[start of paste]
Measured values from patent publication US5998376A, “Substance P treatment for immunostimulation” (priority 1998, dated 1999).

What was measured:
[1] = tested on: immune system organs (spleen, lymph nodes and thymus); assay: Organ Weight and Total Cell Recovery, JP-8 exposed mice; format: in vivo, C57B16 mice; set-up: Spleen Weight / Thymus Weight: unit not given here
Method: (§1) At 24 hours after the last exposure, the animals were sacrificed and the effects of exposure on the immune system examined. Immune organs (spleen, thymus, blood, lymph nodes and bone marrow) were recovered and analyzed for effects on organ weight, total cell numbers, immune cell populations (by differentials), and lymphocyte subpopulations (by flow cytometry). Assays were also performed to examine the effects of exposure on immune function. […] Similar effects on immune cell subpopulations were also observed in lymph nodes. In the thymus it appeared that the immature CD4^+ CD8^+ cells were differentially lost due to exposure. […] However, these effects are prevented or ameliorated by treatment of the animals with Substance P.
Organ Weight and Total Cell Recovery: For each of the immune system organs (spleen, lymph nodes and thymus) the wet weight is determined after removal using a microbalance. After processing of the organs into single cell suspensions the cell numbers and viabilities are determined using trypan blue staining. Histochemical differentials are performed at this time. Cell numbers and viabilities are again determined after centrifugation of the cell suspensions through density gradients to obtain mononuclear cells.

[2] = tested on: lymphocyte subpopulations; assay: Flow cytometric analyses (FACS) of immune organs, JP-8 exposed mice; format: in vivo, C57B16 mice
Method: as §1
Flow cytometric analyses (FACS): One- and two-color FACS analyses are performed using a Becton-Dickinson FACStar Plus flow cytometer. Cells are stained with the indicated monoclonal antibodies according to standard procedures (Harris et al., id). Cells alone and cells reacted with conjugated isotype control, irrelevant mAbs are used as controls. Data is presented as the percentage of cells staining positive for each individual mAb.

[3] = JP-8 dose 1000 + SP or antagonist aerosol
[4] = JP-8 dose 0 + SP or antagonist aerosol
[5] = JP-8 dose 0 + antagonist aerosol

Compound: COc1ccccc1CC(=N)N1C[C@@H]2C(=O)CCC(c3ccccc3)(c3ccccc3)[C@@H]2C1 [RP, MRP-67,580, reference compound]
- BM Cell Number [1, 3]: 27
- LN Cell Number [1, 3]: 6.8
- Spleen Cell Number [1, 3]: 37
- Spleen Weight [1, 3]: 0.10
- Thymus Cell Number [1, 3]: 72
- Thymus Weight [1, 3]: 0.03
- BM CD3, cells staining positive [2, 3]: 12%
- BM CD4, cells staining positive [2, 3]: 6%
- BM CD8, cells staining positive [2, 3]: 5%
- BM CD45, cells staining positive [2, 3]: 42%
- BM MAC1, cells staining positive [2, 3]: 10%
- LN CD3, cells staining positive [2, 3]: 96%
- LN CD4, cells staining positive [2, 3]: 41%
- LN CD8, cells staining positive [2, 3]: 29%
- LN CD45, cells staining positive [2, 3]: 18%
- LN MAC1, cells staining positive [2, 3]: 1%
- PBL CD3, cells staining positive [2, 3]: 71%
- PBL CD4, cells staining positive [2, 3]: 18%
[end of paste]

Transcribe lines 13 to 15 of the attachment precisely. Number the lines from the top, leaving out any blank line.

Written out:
- BM Cell Number [1, 3]: 27
- LN Cell Number [1, 3]: 6.8
- Spleen Cell Number [1, 3]: 37